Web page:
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Book Review: The Giver by Lois Lowry

The Giver (The Giver #1) Have you ever wished you lived in a different world? A world in which there was no war, no economic problems, no global warming? No rich, no poor, no one dying of hunger? A world where families were simple and complete with a dad, a mom and two children, a boy and a girl?

Welcome to Jonas’s community. It has no apparent problems or struggles and you never have to worry about what comes next because it is all planned out for you. Every year from age one to age twelve, there is a ceremony. The whole community gathers together to celebrate the yearly milestones that bring you ever closer to being an adult and a productive member of society. This year Jonas will be a part of the Ceremony of the Twelves, and will be receiving his assignment. The Committee of Elders has observed every child during recreation and volunteer hours and has decided on the assignment, or job, each child is best suited for. Jonas is worried because while he has volunteered in many places, he hasn’t displayed an aptitude for anything in particular.

During the Ceremony, each child is called up to the stage to receive their assignment from the Chief Elder. Jonas realizes that something is wrong when his number is skipped and not called. The reason for Jonas’ singling out isn’t revealed until the end of the Ceremony. You see, Jonas has been selected for a special job, the most honored in the community. He will be the Receiver of Memory.

Jonas is being trained to replace the current occupant of the job, the man who is now The Giver. Being the Receiver is a lonely, often painful duty, one that may convince you that your wish for perfection isn’t worth what must be left behind in order to achieve it.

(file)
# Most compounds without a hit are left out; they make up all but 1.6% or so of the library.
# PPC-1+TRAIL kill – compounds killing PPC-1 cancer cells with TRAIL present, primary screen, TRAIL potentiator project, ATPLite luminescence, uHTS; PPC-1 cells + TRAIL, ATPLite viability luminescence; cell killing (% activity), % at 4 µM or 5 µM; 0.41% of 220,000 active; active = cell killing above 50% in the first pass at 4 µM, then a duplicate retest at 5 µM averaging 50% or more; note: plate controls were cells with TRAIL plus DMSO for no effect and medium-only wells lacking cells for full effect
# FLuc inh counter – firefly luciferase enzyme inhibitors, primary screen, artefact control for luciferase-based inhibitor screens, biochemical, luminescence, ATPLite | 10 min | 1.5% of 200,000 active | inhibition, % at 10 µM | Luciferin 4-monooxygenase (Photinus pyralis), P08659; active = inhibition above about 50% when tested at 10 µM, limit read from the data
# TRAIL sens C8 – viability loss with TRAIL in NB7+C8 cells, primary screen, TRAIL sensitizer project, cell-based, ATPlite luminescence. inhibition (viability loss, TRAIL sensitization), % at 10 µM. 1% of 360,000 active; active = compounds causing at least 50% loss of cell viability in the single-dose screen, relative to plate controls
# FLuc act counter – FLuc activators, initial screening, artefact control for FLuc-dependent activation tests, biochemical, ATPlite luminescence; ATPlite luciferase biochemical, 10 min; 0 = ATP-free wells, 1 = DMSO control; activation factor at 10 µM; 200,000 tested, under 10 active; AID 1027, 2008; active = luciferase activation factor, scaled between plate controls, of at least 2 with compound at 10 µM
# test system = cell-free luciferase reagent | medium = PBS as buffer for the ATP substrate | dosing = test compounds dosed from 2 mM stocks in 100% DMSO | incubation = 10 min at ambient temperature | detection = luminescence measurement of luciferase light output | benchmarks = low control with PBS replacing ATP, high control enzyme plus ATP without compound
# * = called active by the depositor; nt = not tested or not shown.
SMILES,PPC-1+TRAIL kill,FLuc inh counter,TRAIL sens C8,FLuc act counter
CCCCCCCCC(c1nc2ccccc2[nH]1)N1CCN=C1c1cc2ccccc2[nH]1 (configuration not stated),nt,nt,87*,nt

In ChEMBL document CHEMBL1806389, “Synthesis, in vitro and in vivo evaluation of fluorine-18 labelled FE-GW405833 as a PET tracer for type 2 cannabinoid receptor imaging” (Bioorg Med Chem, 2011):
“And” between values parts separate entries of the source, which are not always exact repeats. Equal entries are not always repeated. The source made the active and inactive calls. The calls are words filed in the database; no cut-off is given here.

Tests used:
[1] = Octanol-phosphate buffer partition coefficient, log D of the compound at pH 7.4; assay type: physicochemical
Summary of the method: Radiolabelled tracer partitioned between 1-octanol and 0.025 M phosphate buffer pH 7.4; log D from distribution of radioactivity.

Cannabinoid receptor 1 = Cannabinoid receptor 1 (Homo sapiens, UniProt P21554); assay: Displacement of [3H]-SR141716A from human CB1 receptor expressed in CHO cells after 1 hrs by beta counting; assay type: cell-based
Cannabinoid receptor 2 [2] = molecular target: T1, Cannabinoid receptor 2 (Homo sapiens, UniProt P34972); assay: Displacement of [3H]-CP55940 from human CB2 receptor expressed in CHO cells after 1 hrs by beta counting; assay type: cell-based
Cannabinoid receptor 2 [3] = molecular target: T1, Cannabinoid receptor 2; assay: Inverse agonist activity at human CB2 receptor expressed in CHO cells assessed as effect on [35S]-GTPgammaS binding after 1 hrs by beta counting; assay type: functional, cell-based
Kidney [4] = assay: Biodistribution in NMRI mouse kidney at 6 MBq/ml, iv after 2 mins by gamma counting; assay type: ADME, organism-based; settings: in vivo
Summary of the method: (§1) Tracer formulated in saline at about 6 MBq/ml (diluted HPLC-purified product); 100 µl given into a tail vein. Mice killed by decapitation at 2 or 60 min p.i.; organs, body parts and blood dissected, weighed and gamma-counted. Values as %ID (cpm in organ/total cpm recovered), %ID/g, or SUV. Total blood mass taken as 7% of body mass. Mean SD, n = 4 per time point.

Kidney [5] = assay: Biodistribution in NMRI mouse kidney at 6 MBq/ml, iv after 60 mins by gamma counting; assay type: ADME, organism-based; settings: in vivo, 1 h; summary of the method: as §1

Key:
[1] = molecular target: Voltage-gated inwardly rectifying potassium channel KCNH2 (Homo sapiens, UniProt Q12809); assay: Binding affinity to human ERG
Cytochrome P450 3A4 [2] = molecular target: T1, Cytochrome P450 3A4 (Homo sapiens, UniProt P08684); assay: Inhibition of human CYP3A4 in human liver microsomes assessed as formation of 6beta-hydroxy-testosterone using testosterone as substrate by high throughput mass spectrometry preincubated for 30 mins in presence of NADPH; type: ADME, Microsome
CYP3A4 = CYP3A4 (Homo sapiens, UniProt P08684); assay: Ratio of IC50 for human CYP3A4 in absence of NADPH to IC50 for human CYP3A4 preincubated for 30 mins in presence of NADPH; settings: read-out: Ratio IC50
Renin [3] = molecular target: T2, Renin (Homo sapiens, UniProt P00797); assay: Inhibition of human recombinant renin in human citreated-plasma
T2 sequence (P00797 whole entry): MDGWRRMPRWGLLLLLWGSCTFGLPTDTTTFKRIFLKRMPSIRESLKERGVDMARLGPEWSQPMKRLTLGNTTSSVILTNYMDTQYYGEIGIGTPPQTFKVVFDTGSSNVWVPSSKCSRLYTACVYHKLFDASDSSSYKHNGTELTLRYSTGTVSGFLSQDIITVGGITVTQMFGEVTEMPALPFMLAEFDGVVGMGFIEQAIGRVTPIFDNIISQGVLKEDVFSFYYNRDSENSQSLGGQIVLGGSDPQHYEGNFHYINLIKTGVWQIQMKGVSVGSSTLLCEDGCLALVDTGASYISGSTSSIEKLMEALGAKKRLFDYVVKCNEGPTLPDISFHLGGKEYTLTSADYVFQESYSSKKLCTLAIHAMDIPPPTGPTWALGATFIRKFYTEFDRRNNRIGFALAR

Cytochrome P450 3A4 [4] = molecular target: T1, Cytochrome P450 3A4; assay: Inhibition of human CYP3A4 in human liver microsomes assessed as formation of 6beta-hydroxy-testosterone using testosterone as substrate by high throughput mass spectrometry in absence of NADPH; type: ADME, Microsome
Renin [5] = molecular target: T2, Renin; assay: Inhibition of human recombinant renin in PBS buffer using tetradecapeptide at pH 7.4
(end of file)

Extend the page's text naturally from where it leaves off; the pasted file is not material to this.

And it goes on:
Why I picked up the book: I’ve read it before and really enjoyed it. At some point, I want to read the other three in the series. Both my book clubs were interested in reading it, many of them for the first time, since the movie is being released this month. I know some students read it in 4th/5th grade and I’m looking forward to my older teens talking about their reflections and bringing some experiences to their thoughts.

Why I finished it: I wanted to know why the previous “Receiver-of-Memory” didn’t work out and if Jonas would.

I’d give it to: Readers who like The Hunger Games, Divergent, and The Maze Runner so they can get a glimpse of some classic YA, and probably one of the first real dystopian fiction for juveniles. A great read for those who want to see the movie or those who already have and want to make comparisons. 

My rating: 4 of 5 stars

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Review by Jenn, YA Librarian (View all my Goodreads reviews)

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